Wednesday night when it was time to let the horses out, Yeoldfurt went in the stall with the filly. She was finished eating and just licking her bucket. Yeoldfurt put his arm across her neck and scratched on her for minute, then asked her to move. Darned if she didn't do the same thing to him! Oh, he was mad! He chased her out of the stall and all the way down the hill. Then he came back up the hill and got the lunge whip. Properly used, a whip is not an instrument of cruelty, it's merely an extension of your arm. It allows you to increase pressure on a horse to move, but from a safe distance. He got the lunge whip and stomped down the hill to where the horses were gathered. He cut the filly out of the herd and made her move. It didn't matter which direction she took, as long as she moved. You see, in a horse's mind, confrontation is settled by one thing ...make the other guy move. The one who moves away loses. By going to her and making her move away from him, Yeoldfurt was reinforcing just who was in charge here.
In the meantime, I got the second whip and waited halfway up the hill. There were really only three of the six horses that were running, but as they came my way, the goal was for me to cut just the filly out and turn her back. He makes her run up toward me, I make her change direction and go back down to him. It took me three tries to get just her to turn. It's a hard thing to do on foot, but it was important that I let the other horses go by and turn just her. Separating her from her herd is another dominance message to her.
This whole exercise lasted maybe ten minutes but by the time we were done, the filly was looking at us with new found respect and awe. I can just imagine her thinking, 'wow, they can really move on just two legs!' But ten minutes is a long time when your dander is up and it's 95 degrees outside. Yeoldfurt and I were more than happy to go back in the house and soak up some air conditioning.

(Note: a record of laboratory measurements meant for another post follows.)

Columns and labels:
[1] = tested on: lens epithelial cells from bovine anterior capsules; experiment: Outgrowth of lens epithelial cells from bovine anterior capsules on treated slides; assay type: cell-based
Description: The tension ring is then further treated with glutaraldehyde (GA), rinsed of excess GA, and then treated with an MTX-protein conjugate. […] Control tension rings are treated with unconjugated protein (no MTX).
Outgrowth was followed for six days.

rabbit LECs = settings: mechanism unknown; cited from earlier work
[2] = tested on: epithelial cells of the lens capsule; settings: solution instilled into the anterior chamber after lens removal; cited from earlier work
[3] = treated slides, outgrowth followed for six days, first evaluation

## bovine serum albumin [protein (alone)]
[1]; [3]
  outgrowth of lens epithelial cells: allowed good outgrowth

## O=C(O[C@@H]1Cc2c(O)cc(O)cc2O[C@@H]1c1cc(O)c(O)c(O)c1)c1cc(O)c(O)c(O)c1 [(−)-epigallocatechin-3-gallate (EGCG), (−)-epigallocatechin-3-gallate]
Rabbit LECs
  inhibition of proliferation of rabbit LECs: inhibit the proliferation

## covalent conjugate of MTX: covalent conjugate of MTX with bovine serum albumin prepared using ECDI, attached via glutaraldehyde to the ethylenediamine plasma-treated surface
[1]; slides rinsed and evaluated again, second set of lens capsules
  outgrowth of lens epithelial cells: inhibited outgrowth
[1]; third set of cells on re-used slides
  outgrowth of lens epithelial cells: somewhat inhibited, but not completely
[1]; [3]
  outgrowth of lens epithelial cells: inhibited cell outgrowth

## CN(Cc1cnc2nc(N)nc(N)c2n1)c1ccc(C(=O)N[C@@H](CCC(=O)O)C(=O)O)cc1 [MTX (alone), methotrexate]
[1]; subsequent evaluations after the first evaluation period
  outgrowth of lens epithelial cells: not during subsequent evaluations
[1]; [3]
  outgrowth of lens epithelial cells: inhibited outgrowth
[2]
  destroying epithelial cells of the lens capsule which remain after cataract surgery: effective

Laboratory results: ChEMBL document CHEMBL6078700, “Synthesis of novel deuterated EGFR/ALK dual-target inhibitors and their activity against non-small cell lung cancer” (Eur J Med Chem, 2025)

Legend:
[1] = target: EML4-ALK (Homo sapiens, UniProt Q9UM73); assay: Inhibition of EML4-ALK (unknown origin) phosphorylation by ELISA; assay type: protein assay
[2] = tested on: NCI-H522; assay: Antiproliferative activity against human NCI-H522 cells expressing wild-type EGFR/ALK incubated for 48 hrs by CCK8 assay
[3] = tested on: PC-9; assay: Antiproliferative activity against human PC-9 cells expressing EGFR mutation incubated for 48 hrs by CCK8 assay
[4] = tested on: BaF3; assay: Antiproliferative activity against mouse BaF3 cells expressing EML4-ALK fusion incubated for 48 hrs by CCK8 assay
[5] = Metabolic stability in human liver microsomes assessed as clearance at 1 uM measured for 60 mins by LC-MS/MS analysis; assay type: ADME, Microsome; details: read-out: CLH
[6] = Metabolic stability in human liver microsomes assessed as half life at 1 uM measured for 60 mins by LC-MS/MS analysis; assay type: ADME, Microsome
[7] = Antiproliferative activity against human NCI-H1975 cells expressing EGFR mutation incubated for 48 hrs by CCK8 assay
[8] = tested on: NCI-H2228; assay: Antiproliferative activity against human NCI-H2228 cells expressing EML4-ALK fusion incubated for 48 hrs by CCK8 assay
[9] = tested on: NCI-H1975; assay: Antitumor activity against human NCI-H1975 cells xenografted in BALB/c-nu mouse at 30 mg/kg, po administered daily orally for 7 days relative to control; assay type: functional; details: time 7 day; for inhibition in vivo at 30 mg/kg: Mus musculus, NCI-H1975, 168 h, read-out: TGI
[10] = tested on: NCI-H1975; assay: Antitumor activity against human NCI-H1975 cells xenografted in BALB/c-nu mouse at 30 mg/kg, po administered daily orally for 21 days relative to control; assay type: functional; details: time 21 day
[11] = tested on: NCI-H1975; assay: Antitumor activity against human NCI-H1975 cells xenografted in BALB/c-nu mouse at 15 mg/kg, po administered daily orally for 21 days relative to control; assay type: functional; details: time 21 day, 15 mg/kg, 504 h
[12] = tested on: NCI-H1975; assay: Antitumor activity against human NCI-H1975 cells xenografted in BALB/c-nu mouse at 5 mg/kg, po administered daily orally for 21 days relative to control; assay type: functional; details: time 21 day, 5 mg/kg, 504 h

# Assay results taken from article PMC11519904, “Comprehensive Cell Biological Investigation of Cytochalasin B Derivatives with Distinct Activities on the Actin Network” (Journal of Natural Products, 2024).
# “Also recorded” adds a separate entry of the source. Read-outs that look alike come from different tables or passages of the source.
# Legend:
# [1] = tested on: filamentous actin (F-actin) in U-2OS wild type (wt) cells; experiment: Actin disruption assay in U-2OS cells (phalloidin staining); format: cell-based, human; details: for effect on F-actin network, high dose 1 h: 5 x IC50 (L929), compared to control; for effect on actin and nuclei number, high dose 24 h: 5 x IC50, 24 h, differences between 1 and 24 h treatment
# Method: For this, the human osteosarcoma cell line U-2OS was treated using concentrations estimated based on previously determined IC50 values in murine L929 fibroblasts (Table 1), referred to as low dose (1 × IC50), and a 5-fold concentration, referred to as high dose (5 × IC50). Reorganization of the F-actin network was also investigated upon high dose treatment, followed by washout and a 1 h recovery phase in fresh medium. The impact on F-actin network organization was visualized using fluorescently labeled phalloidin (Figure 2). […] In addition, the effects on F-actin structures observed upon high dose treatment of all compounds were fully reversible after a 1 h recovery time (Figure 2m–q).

Thursday night, we started working with her before she went into her stall. Yeoldfurt made her wait until all the other horses were stalled before he went to her gate. She was antsy and aggravated by then because she's used to being number three on the list, not number six. But Yeoldfurt stood in front of her stall and made her wait until her attitude softened. If she crowded him or tipped her ears ever so slightly backward, he drove her back a few steps and growled at her. Not until she walked up to him soft with her ears forward did he allow her to step into her stall. She walked in nice and quiet, just as she should. When it was time to let the horses out, he let all the others out first and then opened her gate just wide enough for him or her to pass through. He stood in the gate and waited until she was soft. If she pushed into his space or gave him any sign of attitude, he pushed her back a step and made her wait longer. Sort of like teaching your toddler to say 'please' before you give them what they're asking for. When he stepped aside and let her pass, she walked out nice and quiet.
Tonight when it was time to turn the horses out, Yeoldfurt had me work with her and he stood by to watch. Just because she has learned to respect Yeoldfurt doesn't mean she will respect me. I have to handle the horses by myself a lot of times, so it's important that they respect both of us. The mare ignored me when I first opened her gate as if she really wasn't ready to leave. Yeoldfurt told me to just wait on her. When she finally did walk up to the gate, she wasn't pushy or aggressive. I let her walk up to me and then rubbed her face for a few minutes before I let her out. When I did move aside, she waited until I was a couple of feet clear of the gate and then she just walked out. Had she pushed past me as soon as she thought there was room, or charged out of the stall, it would have indicated she was intimidated by me being in her way ...but that she didn't necessarily respect me. Walking out quiet like she did says that she has a better understanding now and has accepted the fact that both Yeoldfurt and I outrank her in the herd.
We will continue to reinforce this deliberately for the next week or two, but I think she's learned her lesson.